Catamarans may replace Penang ferries

26 Jun 2018 / 19:11 H.

GEORGE TOWN: Penang will witness a revolutionary change in its public transport mode soon with the proposal by Rapid Ferry Sdn Bhd to replace the ageing fleet of cross-channel ferries with modern twin-hull hi-speed catamarans and the possibility of providing dedicated lanes for the Rapid Penang stage buses to ply certain areas of the state.
It is all part of an agenda to drive forward an efficient public transport system to counter the worsening traffic congestion, said Chief Minister Chow Kon Yeow here.
Speaking in an interview, Chow confirmed that he has received a proposal from the Rapid Ferry Sdn Bhd officers to substitute the ferries with catamarans during a brief courtesy call by them recently.
Some of the present ferries can be retained to carry passengers, or to offer cruises for tourism whereas the catamarans can be deployed to strictly ferry automobiles.
Rapid Ferry is a newly formed subsidiary under the Prasarana Malaysia Berhad, a wholly owned company under the Finance Ministry Incorporated, who owns, manages and operates a multi-model system of public mobility services.
They formally took over last May — the loss — making ferry operations from the Penang Port Sdn Bhd, who has provided for such services since 1894 when it was a port authority under the colonial era.
Chow said that the state was supportive of any measure to alleviate traffic congestion.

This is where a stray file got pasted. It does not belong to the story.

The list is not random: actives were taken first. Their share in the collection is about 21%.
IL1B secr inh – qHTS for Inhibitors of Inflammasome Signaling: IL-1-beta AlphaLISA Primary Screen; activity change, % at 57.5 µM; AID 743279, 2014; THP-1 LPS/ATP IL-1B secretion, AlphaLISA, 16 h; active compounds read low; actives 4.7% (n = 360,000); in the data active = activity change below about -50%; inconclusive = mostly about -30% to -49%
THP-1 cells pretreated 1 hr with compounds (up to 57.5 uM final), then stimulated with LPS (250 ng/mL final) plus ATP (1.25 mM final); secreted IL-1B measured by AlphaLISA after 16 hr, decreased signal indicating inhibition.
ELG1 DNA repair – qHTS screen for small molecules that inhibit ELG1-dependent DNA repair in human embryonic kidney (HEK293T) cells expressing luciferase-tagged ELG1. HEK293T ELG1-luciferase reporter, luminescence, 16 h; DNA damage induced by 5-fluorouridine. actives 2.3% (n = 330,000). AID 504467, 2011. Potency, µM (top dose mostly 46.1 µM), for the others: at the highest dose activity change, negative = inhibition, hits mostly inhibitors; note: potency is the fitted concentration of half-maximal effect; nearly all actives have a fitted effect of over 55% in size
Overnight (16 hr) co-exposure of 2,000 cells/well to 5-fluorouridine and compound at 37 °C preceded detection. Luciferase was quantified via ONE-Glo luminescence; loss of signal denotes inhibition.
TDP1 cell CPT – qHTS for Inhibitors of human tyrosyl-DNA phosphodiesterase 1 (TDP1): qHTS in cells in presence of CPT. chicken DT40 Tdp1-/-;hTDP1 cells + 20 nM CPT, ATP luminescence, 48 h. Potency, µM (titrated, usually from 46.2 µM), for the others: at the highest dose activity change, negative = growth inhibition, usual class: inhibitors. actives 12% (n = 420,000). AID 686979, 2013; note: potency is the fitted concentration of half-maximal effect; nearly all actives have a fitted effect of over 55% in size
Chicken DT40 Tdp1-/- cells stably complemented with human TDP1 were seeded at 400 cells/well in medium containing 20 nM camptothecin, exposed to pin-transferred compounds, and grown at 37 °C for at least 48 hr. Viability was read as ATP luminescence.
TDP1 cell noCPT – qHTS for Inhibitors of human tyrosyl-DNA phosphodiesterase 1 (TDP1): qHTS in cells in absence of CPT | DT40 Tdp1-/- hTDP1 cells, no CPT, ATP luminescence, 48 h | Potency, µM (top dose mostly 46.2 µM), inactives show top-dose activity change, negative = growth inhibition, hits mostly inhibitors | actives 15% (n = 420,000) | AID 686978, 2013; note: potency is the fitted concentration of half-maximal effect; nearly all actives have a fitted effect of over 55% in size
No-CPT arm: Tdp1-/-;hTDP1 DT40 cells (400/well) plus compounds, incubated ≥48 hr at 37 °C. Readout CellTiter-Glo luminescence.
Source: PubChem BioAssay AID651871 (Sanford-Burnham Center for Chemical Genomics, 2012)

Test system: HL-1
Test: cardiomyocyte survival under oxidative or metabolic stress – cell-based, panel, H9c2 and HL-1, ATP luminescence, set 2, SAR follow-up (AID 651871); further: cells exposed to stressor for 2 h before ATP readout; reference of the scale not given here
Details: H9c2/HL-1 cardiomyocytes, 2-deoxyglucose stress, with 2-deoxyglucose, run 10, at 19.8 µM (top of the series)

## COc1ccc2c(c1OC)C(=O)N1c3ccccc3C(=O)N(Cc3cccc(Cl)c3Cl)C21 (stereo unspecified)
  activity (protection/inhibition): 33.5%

An efficient ferry service can complement the existing two cross-channel bridges which connect George Town and Bayan Lepas on the island to Seberang Jaya and Batu Kawan on the mainland respectively.
The ferry which is the third connector — links Weld Quay with Butterworth on the mainland.
Elaborating on the present measures to address the congestion before approval and construction can begin on the RM46 billion Penang Transport Masterplan where key components are a Light Rail Transit (LRT) system and an ambitious undersea tunnel, Chow said that the bus lanes and catamarans and most importantly, some sides need to make sacrifices.
For example, he cited the uproar that the motorists may express if they have to sacrifice one lane just to public buses or cyclists, as the roads here are narrow.
Another proposal was to bar vehicles from certain stretches of George Town; such as the Campbell Street which was converted into a pedestrian walkway but it cannot be enforced as traders complained of loss business.
But Chow said that it may eventually happened as the ratepayers here need to understand that sacrifices must be made to accommodate the rising number of vehicles on the roads.
"The only viable solution is an efficient public transport system, which can only come in time through the masterplan."
On another proposal to restore a duty free port status to Penang, Chow said that there are many forms of duty free status, and it needs to be studied closely to identify if it was suitable for the state in the present age of globalisation.
When contacted, Rapid Ferry division head Muhammad Yazurin Sallij Muhammad Yasin said that the proposal was not confirmed due to a change in government.
"We need feedback from the new government on this matter so it remains a proposal. Ours is different from the model mooted by the Penang Port before we took over. But it is premature to disclose anything."
The ferry operates like a shuttle service within the Penang Channel from 6am until midnight with a frequency of every 30-minutes depending on the load factor.
There are presently six ferries in the fleet, and the present models which first introduced into service in the 1970s.
Penang Port 's acting chief executive officer Sasedharan Vasudevan said that the proposal can be supported, as the ferry service needs to be innovated to bring back efficiency and eventually profitability to its operations.

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